Daily ED visits for DCBs were significantly correlated with daily meteorological elements except for maximum wind speed and extreme wind speed (Table 2). Meteorological elements were associated with each other significantly except mean temperature with precipitation, maximum temperature with relative humidity, and diurnal atmospheric pressure range with relative humidity. Spearman’s rank correlation coefficient analyses showed that DCBs were positively correlated with daily mean temperature (rs = 0.588, P < 0.01) and negatively correlated with daily mean atmospheric pressure (rs = −0.494, P < 0.01).

The daily mean temperature with DCBs was J-shaped. The relative risk of DCBs was elevated with a rising temperature when the daily mean temperature was greater than 7.6 °C (17th percentile of temperature) (Fig. 2A). Females were at greater risk of DCBs over a wide range of temperatures (Figs. 2B2C). Population aged 22–45 years were sensitive to low temperature as well as to high temperature, the relative risk of DCBs was increased no matter when the temperature went lower or higher from 10 °C. The highest risk of DCBs was found when the temperature reached about 26 °C (Fig. 2F). For the population aged 46–59 years, the relative risk of DCBs was increased with temperature increased (Fig. 2G). Population aged over 60 years, the relative risk of DCBs was increased with the temperature rising from 7.6 °C (Fig. 2H).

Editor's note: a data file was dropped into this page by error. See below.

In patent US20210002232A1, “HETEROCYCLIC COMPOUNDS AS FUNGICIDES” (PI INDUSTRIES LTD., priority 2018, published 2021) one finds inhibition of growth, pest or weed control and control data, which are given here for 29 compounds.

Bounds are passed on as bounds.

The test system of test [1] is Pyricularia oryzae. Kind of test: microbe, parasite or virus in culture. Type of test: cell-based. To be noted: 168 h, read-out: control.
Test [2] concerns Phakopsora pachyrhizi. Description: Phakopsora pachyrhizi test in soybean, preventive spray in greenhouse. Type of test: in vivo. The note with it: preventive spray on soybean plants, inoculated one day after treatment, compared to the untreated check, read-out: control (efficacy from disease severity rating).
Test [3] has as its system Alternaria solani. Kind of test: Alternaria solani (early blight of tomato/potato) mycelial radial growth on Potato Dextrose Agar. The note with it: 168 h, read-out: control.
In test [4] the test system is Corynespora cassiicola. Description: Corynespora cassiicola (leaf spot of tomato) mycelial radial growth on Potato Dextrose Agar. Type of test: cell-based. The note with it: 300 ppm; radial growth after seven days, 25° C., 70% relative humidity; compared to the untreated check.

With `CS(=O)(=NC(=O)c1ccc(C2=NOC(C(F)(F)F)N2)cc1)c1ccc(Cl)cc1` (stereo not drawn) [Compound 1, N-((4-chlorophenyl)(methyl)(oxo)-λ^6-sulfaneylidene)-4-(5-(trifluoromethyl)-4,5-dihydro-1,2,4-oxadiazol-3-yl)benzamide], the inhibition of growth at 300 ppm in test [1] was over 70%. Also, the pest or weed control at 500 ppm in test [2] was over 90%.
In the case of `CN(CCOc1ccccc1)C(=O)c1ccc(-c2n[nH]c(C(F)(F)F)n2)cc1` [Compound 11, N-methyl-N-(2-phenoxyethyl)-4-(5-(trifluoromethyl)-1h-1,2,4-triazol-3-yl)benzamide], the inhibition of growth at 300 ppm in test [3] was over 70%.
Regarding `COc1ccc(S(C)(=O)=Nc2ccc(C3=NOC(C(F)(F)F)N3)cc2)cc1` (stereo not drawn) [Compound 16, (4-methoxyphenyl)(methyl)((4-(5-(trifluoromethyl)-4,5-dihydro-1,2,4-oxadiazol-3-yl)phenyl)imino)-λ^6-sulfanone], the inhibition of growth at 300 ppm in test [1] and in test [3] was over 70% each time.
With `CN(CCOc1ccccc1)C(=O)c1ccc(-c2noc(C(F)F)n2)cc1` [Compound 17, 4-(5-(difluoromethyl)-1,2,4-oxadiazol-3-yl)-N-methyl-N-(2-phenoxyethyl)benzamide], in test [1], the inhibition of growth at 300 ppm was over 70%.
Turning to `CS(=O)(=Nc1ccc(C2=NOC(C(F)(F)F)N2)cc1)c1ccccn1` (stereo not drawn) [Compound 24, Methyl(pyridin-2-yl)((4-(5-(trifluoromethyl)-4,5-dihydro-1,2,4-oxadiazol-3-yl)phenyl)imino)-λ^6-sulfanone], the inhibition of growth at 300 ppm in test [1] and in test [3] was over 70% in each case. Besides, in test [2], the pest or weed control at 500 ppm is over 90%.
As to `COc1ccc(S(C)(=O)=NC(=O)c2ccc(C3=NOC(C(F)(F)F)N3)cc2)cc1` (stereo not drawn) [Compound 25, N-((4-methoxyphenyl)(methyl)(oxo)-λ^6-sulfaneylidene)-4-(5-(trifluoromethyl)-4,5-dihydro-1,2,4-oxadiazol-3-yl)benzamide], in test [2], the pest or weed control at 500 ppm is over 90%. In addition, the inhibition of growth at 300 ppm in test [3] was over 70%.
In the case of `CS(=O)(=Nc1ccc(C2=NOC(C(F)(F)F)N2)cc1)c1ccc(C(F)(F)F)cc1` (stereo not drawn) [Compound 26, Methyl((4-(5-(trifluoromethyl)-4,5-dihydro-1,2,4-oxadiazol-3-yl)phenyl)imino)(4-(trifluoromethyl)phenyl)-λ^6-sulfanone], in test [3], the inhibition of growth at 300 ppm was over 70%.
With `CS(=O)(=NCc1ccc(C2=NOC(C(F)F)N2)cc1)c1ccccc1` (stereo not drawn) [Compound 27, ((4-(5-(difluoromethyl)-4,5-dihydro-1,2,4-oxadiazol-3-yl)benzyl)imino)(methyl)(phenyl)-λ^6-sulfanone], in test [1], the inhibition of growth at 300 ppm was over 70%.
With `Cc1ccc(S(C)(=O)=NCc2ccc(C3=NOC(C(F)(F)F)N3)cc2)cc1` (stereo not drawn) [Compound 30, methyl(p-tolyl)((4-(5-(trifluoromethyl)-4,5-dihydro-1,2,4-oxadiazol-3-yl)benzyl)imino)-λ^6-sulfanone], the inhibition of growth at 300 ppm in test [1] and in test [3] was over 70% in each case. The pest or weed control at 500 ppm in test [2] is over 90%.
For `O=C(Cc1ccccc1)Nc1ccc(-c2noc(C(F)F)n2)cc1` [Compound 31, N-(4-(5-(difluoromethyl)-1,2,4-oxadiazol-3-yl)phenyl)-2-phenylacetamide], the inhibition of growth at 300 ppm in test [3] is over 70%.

The 3-D plots show the non-linear relationships between mean temperature and the relative risk of dog and cat bites over a lag of 0–7 days (Fig. 3A).